Europe will see its biggest transfer of share trading in more than two decades when stock exchanges open for business in 2021, with Brexit shifting its centre of gravity away from London. While market players hope that years of preparations since Britain voted to leave the European Union means the transition of most euro-denominated assets like shares and derivatives out of the country will be relatively smooth, the long-term impact is unclear.

“This is a big bang event and that is one of the things that the market hasn’t truly understood yet,” Alasdair Haynes, chief executive of London-based share trading platform Aquis Exchange, told Reuters.

“This is literally everything moves on a specific day and we have got to pray to God that we don’t have some extraordinary event happen in the market that creates high volumes,” Haynes said.

While the landmark trade deal agreed last week set rules for industries such as fishing and agriculture, it did not cover Britain’s much larger finance sector, meaning automatic access to the EU’s financial markets came to an end on 31 December 2020.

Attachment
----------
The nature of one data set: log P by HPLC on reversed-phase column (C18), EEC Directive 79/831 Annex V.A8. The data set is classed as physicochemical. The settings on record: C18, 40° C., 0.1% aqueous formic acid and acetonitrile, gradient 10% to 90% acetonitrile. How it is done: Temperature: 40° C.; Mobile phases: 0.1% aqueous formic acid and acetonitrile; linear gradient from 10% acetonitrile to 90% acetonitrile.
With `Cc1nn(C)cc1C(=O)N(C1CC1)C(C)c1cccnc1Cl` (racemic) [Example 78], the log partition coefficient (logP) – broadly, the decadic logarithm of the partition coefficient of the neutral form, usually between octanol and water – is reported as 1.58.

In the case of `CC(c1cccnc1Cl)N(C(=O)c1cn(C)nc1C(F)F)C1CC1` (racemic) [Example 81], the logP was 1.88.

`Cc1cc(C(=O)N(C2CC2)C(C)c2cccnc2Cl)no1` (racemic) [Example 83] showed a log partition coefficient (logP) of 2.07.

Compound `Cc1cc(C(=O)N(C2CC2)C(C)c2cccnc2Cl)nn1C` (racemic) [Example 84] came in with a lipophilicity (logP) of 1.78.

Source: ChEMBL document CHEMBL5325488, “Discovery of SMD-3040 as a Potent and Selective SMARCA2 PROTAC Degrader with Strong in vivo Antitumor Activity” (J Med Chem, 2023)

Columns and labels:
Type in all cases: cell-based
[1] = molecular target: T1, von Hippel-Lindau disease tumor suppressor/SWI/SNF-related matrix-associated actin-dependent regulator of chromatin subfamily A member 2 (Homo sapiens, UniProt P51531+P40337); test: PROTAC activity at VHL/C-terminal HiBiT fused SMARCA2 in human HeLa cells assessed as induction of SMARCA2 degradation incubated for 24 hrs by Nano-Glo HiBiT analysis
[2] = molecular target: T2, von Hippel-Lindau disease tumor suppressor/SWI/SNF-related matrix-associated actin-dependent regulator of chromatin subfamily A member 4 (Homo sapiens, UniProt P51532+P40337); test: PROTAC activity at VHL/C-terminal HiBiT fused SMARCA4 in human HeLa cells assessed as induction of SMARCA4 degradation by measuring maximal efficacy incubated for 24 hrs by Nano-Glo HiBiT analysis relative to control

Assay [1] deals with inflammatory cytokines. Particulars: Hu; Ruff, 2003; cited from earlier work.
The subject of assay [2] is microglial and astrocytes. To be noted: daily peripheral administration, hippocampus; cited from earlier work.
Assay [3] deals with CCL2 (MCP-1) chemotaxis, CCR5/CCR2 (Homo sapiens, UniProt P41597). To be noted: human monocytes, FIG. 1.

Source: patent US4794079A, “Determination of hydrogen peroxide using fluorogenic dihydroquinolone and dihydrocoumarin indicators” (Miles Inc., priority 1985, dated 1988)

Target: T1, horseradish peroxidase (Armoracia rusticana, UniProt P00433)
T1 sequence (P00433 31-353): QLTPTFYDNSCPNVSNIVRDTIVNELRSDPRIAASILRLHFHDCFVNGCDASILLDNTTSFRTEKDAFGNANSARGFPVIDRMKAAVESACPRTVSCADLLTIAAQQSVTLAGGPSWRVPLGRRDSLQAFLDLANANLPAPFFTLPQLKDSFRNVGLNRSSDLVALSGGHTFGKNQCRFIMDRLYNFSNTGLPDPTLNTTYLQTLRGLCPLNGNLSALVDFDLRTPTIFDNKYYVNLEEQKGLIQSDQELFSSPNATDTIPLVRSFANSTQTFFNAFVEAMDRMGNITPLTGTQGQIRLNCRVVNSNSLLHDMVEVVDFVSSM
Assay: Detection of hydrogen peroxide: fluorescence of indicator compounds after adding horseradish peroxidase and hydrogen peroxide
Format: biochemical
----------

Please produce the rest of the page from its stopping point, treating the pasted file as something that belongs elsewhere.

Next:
The following days will provide a first taste of the effects of the shift and regulators on both sides of the English Channel will be on alert for market dislocations on 4 January, the first trading day of the new year.

The EU wants to reduce reliance on the City of London for financial services and see more euro-based trading in Frankfurt, Paris, Amsterdam and other financial centres in the bloc. That will split Europe’s stock, bond and derivatives markets into two separate trading pools, raising concerns that investors will get less competitive prices.

EU banks must trade euro-denominated shares inside the bloc from 4 January, forcing them to switch from platforms run by the likes of Cboe Europe, Aquis Exchange, London Stock Exchange’s Turquoise and Goldman Sachs in London, to EU hubs they have opened in Amsterdam or Paris.

Most shares are still traded on their home exchange, but between them, London platforms account for nearly all cross-border trading in shares in the remaining 27 EU states. That amounted to €8.6 billion a day collectively in October, or a quarter of all European trading, Cboe data shows.

David Howson, president of Cboe Europe, said almost all cross-border European stock trading will switch overnight. The last time there was such a rapid shift in volumes was in 1998 when trading in 10-year German Bund futures by dealers in stripy jackets on the LIFFE exchange floor in London was lured by cheaper electronic screens to Frankfurt.

For more information on the topic: